Jurisprudence

Trump Is Trying to Hollow Out the Constitutional System of Checks and Balances

The other two branches might let him.

President Donald Trump speaks on border security during a Rose Garden event.
President Donald Trump speaks on border security during a Rose Garden event at the White House on Friday in Washington.
Alex Wong/Getty Images

When President Donald J. Trump publishes his declaration of a national emergency requiring the construction of a wall on our southern border, that document will bear the formal signs of normal governance. The order will recite findings or at least assertions of fact. It will cite statutes—the act that authorizes its issuance and the statutes the president is triggering by signing his declaration. The same will be true of the complaints and legal briefs inevitably to be filed in its wake. There will be arguments familiar to administrative lawyers about standing, ripeness, reviewability, and statutory interpretation.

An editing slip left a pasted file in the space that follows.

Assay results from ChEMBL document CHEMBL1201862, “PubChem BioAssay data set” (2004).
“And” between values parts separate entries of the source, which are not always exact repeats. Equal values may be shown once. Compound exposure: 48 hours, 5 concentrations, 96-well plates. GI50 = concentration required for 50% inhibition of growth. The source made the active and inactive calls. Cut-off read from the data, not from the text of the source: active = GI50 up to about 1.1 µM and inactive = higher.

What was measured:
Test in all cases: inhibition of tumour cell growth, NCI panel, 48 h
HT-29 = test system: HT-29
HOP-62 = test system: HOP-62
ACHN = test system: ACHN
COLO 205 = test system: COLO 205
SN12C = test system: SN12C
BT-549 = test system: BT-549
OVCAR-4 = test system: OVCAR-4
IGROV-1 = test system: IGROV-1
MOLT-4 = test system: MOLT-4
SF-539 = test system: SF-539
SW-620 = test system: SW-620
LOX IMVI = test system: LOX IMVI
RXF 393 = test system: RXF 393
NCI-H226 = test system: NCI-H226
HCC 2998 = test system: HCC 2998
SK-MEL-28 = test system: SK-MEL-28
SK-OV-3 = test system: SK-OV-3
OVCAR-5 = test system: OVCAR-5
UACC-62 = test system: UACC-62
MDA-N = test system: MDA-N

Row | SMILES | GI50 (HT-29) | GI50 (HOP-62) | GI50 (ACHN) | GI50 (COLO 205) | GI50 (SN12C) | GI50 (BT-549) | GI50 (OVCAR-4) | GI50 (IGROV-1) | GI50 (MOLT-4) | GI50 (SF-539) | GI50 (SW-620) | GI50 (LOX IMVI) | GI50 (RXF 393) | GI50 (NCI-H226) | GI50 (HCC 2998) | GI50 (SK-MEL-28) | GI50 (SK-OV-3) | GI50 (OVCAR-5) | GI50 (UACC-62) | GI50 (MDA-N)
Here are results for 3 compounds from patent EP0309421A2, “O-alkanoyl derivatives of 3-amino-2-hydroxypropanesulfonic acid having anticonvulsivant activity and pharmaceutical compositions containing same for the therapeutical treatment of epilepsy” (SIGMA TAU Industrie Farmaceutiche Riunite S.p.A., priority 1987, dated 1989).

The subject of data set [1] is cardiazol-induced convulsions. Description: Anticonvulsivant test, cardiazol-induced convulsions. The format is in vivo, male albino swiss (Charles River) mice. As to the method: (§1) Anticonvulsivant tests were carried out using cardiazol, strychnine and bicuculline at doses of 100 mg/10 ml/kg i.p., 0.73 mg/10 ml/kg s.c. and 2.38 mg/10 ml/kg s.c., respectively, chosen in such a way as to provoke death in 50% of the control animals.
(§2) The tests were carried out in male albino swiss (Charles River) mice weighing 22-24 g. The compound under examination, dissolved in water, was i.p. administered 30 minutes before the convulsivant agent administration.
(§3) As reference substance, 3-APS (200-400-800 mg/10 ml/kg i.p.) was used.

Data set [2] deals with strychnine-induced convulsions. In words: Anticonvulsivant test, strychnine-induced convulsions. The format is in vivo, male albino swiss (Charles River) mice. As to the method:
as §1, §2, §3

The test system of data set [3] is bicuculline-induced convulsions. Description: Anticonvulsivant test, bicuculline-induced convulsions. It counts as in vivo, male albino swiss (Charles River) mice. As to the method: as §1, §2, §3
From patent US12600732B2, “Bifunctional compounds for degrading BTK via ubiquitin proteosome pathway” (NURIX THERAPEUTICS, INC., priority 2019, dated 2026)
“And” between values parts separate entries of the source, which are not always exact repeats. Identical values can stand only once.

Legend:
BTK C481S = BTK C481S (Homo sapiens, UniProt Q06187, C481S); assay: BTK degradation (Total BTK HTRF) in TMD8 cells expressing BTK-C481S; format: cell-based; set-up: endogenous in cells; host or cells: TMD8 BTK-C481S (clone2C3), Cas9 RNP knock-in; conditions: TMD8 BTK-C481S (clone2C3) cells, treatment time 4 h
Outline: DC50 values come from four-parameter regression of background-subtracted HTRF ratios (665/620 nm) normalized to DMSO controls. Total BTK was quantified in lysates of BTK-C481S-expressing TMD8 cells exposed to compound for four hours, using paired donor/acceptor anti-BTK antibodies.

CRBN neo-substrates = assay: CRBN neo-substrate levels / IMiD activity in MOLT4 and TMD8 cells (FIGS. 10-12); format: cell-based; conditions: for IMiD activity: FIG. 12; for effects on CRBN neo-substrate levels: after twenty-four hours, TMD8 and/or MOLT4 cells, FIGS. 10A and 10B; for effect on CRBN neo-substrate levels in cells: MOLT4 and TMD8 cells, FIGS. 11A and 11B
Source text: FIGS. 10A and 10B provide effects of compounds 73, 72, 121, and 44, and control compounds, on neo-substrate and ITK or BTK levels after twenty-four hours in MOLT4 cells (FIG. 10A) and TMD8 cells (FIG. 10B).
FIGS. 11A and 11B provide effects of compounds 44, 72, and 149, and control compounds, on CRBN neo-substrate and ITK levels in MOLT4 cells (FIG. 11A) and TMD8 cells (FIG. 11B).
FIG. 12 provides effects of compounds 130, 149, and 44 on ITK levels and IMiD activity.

But hovering over all the familiar legal forms and practices is the depressing reality that Trump, as always, is endeavoring to hollow out the constitutional system of checks and balances. There is no national emergency at the border other than the tragedies of his creation. Gangs, sex traffickers, and drug smugglers are not invading the United States. His “crisis” is that Congress has refused to fund a campaign fantasy he promised that Mexico would pay for, and the smell of political defeat is more than he can bear.